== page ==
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Risking It All

~by John Smith~

The Story of Henry Moore

Allow me to provide a brief history of Ithaca and its involvement in the Underground Railroad. Ithaca is situated in Tompkins county, New York, a small middle-class community, that housed runaway slaves from all over the United States, although slaves came mainly from Virginia, Maryland and North Carolina. While many of the African American slaves were passing through to Canada, from 1802 to 1810 a large number stayed in Ithaca.[1] New York ultimately abolished slavery on July 4, 1827, and many African Americans began to move to areas of upstate New York like Tompkins County that were believed to offer them economic opportunities. A vibrant African American community began to form in Ithaca, with job freedom and the creation of the first African Methodist Episcopal Zion Church. Founded by the Webb family, the A.M.E. Zion Church became the hub for the Underground Railroad in Ithaca. A.M.E. Zion Church’s congregation put their skills together to aid runaway slaves. Once runaways arrived in Ithaca, they were housed with the community members and provided food, clothes, and money.[2]

            Welcome to the house of Henry Moore. What looks like an ordinary white house to the average observer, has a much deeper history when you look a little deeper. This fenced-in property, including a neat looking house with a quant backyard, was actually the home built by Moore, a freed slave who initially went to Pennsylvania via the Underground Railroad as a child. He later moved to Ithaca. Moore was a barber by trade and built his house at 213 S. Pain Street, Ithaca, New York in 1850. He aided the Underground Railroad by turning his residence into a safe house for the network. 

            While the Underground Railroad is a rich part of American history, unfortunately there are few recorded primary sources about it. Accordingly, we use the Wellman Scale to indicate the likelihood that a site was part of the Underground Railroad. The Wellman Scale is out of five, with five meaning the site is conclusively documented as being a part of the Underground Railroad. The residence of Henry Moore is given a two on the Wellman Scale as we have minimal oral history about the site but no evidence to the contrary. This lack of evidence regarding the Moore house, and sites around the country like it, is largely because the Underground Railroad was not one single organization. Rather, it was a collective of people who collaborated to assist runaway slaves. Another reason for the lack of recorded history about the Underground Railroad is that it was illegal, and thus it was very dangerous to record names of those who received or provided assistance. If someone was caught aiding and abetting a runaway, the punishment was swift and severe.[3] Due to this risk, many of the accounts surrounding the Underground Railroad are based upon oral tellings and information pieced together by a medley of sources.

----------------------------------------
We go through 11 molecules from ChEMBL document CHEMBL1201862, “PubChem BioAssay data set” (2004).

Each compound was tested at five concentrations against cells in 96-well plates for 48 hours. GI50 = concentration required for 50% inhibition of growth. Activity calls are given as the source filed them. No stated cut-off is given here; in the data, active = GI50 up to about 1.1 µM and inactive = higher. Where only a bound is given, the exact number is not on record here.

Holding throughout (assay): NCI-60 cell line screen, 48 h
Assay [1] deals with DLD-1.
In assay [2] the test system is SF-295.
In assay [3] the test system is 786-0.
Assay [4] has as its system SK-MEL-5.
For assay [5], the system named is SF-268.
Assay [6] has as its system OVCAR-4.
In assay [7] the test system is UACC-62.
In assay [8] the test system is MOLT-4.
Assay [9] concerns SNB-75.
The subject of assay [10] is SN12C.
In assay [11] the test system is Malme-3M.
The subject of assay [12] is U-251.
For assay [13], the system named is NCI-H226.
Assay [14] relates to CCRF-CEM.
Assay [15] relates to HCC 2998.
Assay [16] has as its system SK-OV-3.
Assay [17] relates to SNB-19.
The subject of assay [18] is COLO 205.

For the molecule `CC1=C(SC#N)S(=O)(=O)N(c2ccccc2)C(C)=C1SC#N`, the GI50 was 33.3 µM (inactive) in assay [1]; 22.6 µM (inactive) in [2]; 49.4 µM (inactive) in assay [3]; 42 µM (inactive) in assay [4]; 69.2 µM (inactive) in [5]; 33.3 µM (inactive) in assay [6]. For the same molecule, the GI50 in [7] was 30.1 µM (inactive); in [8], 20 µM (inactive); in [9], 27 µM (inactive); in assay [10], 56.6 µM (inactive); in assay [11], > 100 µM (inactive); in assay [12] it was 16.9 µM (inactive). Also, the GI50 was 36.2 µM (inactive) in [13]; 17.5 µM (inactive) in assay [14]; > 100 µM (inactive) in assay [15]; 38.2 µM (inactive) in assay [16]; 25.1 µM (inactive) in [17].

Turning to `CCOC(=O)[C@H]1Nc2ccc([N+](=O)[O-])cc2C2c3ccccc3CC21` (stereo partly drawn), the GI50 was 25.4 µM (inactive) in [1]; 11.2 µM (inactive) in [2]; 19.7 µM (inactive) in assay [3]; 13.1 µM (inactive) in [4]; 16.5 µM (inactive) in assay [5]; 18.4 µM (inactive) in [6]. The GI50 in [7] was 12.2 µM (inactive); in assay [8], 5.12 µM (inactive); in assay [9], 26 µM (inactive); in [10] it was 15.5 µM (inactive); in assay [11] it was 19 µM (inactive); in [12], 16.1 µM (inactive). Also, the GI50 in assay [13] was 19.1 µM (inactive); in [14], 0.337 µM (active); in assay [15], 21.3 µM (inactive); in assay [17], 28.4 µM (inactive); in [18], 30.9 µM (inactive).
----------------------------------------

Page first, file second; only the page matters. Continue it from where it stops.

Now, while we have minimal evidence around the Moore site itself, I would like all of you to close your eyes and imagine you are back in 1850. You are assisting a runaway. Imagine the dynamic in the house and around the neighborhood. Now I will tell you a story about Moore.

            It was late afternoon as Moore finished his last haircut for the day. His customer was a regular at the barbershop, and while he sat in the chair he flipped through the newspaper. The customer came upon an interesting story and began reading it aloud to Moore. The story was about an escaped slave who had made it to New York, but had been recaptured and brought back to Louisiana. The article mentioned the two accomplices who housed the slave during his short stint in New York, and the indictments under the Fugitive Slave Act of 1793 they both received due to their illicit involvement. As he listened with keen interest, Moore reflected silently on the letter he had received in the mail just a few days prior. The instructions were clear and simple: in the evening of the 20th of May, Moore was to wait at the road on the northern side of town until midnight, and if the runaway woman did not arrive, then he was to return the next night. Moore finished up the haircut and closed the store. On the walk home, Moore meandered through town as he thought about arriving home to his wife, Jane, with a nice piece of cooked venison on the table. His favorite meal. Moore then remembered the article from earlier, and thought about how he could lose it all with one wrong move or one nosy neighbor. Moore was grateful for the support in town, as many of the Ithaca residents were in favor of the abolitionist cause. However, there were those men, Moore knew who they were, always running their mouths and giving him dirty looks. Moore could feel the deep hatred they held for blacks and the desegregation movement that was taking hold in the north. How naive they are, Moore thought to himself.